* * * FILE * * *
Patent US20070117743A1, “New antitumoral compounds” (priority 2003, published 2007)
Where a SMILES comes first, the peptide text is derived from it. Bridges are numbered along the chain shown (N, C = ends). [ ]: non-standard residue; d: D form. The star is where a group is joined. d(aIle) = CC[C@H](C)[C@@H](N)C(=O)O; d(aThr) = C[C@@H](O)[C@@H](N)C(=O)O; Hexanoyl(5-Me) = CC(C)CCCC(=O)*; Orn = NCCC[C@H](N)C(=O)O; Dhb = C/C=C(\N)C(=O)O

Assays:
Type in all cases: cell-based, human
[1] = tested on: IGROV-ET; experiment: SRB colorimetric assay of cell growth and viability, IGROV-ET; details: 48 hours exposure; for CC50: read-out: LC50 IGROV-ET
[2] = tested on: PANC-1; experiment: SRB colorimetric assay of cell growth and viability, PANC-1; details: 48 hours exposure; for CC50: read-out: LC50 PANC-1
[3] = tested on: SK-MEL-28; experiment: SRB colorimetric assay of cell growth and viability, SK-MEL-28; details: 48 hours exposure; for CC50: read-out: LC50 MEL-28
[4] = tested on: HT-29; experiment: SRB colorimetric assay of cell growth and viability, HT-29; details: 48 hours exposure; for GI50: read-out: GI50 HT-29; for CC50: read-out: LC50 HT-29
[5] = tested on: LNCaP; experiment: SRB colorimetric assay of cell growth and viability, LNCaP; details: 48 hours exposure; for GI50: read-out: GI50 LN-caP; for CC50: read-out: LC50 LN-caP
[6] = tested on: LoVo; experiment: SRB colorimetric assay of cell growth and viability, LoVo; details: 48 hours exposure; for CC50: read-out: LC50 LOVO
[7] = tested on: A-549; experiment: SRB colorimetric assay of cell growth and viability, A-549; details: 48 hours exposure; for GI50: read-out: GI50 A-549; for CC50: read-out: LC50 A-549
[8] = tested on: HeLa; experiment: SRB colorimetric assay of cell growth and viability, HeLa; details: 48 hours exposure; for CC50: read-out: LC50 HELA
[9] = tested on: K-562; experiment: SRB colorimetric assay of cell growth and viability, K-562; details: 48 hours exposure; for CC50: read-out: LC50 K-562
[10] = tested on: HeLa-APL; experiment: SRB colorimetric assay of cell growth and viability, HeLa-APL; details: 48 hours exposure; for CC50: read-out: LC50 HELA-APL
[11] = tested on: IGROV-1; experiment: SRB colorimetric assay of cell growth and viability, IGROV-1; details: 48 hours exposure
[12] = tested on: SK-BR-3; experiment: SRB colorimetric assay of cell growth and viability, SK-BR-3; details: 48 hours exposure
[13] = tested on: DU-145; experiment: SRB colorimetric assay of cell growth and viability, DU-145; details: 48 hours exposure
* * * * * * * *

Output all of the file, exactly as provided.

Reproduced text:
Patent US20070117743A1, “New antitumoral compounds” (priority 2003, published 2007)
Where a SMILES comes first, the peptide text is derived from it. Bridges are numbered along the chain shown (N, C = ends). [ ]: non-standard residue; d: D form. The star is where a group is joined. d(aIle) = CC[C@H](C)[C@@H](N)C(=O)O; d(aThr) = C[C@@H](O)[C@@H](N)C(=O)O; Hexanoyl(5-Me) = CC(C)CCCC(=O)*; Orn = NCCC[C@H](N)C(=O)O; Dhb = C/C=C(\N)C(=O)O

Assays:
Type in all cases: cell-based, human
[1] = tested on: IGROV-ET; experiment: SRB colorimetric assay of cell growth and viability, IGROV-ET; details: 48 hours exposure; for CC50: read-out: LC50 IGROV-ET
[2] = tested on: PANC-1; experiment: SRB colorimetric assay of cell growth and viability, PANC-1; details: 48 hours exposure; for CC50: read-out: LC50 PANC-1
[3] = tested on: SK-MEL-28; experiment: SRB colorimetric assay of cell growth and viability, SK-MEL-28; details: 48 hours exposure; for CC50: read-out: LC50 MEL-28
[4] = tested on: HT-29; experiment: SRB colorimetric assay of cell growth and viability, HT-29; details: 48 hours exposure; for GI50: read-out: GI50 HT-29; for CC50: read-out: LC50 HT-29
[5] = tested on: LNCaP; experiment: SRB colorimetric assay of cell growth and viability, LNCaP; details: 48 hours exposure; for GI50: read-out: GI50 LN-caP; for CC50: read-out: LC50 LN-caP
[6] = tested on: LoVo; experiment: SRB colorimetric assay of cell growth and viability, LoVo; details: 48 hours exposure; for CC50: read-out: LC50 LOVO
[7] = tested on: A-549; experiment: SRB colorimetric assay of cell growth and viability, A-549; details: 48 hours exposure; for GI50: read-out: GI50 A-549; for CC50: read-out: LC50 A-549
[8] = tested on: HeLa; experiment: SRB colorimetric assay of cell growth and viability, HeLa; details: 48 hours exposure; for CC50: read-out: LC50 HELA
[9] = tested on: K-562; experiment: SRB colorimetric assay of cell growth and viability, K-562; details: 48 hours exposure; for CC50: read-out: LC50 K-562
[10] = tested on: HeLa-APL; experiment: SRB colorimetric assay of cell growth and viability, HeLa-APL; details: 48 hours exposure; for CC50: read-out: LC50 HELA-APL
[11] = tested on: IGROV-1; experiment: SRB colorimetric assay of cell growth and viability, IGROV-1; details: 48 hours exposure
[12] = tested on: SK-BR-3; experiment: SRB colorimetric assay of cell growth and viability, SK-BR-3; details: 48 hours exposure
[13] = tested on: DU-145; experiment: SRB colorimetric assay of cell growth and viability, DU-145; details: 48 hours exposure